Hanien Conradie

In THE MAKING PRACTICE, Hanien Conradie reveals her ongoing practice concerning place and belonging through making.

 Our visual journey starts with Stille Waters(2014) at an ancestral place called Raaswater where Conradie collected some river clay from the (now dry and silent) Hartebees river, to explore questions of indigeneity, indigenous devastation, responsibility and loss. Conradie pours a mixture of red ochre and oil onto a layer or river clay, her ancestral soil, as a ritualised prayer for guidance.

(Stille Waters: 117x80cm: river clay, ochre and linseed oil on board)

 We move on to Aswater(2016) a portrait in ash of the healthy flowing Hartebees river painted from a photograph taken in 1950. Here Conradie uses transparent oil resin to paint the image followed by sifting ash over the sticky marks. Once it dries the surface is brushed to remove any loose ash particles that didn’t adhere to the canvas. This process is repeated several times until this watery memory comes to life.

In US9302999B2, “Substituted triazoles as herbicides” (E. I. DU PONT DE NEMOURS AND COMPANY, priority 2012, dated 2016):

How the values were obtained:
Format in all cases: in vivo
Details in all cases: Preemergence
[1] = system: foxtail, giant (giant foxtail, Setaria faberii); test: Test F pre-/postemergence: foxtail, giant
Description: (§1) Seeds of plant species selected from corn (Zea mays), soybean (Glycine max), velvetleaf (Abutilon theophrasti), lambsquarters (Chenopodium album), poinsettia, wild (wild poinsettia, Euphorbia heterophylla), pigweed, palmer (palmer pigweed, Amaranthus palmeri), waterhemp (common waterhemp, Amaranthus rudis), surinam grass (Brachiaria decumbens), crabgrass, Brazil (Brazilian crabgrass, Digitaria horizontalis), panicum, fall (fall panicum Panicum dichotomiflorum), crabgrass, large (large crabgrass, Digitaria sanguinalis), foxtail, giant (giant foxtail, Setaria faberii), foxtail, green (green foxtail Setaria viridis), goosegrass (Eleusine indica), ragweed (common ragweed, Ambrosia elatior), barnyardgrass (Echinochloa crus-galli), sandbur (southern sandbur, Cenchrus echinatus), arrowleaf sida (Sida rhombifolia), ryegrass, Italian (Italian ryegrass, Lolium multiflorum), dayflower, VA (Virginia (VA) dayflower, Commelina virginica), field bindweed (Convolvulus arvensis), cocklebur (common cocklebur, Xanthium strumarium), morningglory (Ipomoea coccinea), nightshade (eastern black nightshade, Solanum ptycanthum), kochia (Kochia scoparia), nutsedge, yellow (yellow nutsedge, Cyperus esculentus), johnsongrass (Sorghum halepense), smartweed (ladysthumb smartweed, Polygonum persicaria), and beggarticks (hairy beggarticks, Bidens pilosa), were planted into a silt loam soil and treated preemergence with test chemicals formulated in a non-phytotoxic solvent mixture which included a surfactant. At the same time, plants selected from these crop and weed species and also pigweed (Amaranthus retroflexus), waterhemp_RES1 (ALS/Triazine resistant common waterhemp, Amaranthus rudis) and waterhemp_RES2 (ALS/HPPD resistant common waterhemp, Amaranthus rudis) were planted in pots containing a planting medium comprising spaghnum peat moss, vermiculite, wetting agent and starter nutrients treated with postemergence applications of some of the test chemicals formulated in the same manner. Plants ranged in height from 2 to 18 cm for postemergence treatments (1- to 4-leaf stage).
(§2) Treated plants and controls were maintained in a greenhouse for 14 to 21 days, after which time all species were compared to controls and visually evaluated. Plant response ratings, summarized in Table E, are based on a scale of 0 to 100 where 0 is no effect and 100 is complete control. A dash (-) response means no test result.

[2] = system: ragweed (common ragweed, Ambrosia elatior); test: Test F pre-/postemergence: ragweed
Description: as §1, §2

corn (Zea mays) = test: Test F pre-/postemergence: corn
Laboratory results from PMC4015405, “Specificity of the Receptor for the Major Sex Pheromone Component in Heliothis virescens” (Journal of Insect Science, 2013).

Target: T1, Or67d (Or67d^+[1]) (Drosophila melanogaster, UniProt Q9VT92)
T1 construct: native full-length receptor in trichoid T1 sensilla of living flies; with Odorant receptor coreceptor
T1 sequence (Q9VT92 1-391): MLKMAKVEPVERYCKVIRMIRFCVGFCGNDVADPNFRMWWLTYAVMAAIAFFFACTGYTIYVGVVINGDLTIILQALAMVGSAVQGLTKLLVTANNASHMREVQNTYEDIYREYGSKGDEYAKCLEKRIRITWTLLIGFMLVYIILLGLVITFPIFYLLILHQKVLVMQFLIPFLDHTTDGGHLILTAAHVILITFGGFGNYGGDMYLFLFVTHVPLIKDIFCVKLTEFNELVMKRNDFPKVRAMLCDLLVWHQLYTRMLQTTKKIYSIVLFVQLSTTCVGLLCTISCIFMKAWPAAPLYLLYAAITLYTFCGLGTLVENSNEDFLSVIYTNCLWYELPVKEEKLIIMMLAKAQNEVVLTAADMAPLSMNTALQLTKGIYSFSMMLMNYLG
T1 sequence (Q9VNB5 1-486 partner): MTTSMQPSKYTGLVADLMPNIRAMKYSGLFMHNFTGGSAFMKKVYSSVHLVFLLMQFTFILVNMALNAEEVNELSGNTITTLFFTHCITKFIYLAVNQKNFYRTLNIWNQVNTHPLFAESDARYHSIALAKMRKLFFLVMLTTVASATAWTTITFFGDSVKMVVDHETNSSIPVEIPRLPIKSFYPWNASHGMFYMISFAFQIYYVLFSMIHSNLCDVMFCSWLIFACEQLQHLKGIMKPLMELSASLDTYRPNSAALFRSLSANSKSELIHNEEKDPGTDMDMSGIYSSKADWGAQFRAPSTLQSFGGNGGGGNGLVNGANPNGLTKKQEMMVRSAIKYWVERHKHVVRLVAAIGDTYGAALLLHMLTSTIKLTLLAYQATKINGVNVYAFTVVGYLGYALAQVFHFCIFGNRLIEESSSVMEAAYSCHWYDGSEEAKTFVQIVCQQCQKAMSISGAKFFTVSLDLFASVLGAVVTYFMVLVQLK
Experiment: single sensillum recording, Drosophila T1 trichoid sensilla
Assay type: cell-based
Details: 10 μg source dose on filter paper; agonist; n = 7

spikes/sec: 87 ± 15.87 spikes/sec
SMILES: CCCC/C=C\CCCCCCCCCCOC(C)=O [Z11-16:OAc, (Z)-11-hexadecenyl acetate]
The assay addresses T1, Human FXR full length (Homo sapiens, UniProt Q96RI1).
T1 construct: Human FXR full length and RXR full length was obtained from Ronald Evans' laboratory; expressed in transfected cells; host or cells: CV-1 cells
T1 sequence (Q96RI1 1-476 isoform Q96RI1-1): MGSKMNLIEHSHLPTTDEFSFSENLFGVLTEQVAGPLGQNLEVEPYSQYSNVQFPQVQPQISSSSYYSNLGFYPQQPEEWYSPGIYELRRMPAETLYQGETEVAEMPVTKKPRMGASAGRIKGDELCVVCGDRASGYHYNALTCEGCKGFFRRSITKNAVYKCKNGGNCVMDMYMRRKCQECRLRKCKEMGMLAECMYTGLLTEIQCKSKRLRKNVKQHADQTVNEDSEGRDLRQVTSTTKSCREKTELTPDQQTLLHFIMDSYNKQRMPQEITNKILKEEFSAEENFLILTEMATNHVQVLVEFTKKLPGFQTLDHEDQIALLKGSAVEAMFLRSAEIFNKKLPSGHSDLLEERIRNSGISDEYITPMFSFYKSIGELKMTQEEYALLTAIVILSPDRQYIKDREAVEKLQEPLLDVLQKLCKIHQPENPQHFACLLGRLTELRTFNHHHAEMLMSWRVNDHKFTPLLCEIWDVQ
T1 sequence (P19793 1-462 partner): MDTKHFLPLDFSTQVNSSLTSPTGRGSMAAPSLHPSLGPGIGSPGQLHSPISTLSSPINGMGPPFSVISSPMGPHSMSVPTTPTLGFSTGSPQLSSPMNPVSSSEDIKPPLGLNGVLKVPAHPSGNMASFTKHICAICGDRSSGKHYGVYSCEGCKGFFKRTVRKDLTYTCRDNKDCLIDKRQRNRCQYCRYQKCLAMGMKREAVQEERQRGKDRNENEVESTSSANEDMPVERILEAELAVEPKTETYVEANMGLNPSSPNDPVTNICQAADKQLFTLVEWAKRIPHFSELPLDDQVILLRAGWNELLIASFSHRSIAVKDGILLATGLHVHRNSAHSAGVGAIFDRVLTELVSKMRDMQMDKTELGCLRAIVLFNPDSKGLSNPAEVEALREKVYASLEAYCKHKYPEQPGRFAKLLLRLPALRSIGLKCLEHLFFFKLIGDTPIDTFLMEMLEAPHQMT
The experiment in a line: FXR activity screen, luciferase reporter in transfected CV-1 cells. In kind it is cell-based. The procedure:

(As Water: 70x45cm: ash, ochre and oil resin on canvas)

 In 2017, Conradie created a series of paintings titled Of Water and Invoking. Here Conradie explores indigeneity further by mixing European culture and African soil. Claude Monet’s series of lily paintings become the images she tries to copy in a similar way as described above but this time with ochre from places in Southern Africa she has visited. The image and soil tussles until some resolution is found. The original painted resin image somehow holds the ochre in place. Over time the soil starts to develop a patina which recalls a sense of water.

(Lwamanzi: 90x90cm: River clay, Table Mountain ochre and burnt plant material on canvas)

(Memory of a Place: 40x40cm: River clay, Table Mountain ochre and burnt plant material on canvas)

(Where Lilies once Where: 40x40cm: River clay, Table Mountain ochre and burnt plant material on canvas)

(Water - Remembered: 40x40cm: River clay, Table Mountain ochre and burnt plant material on canvas)

 In 2018, Conradie visited the River Dart, Devon, UK. The opportunity to immerse herself in the dark water of the Dart triggered a renewed need to work with the re-animation of her damaged ancestral river. Thus, was born Donker Stroom, a series of paintings on paper made with a prehistoric river clay originating in Devon. The title of the series is inspired by a poem written by Afrikaans poet, writer and medical doctor, Eugne Marais (1871-1936).

(Donker Stroom: 45x100cm: Black River Clay on Paper)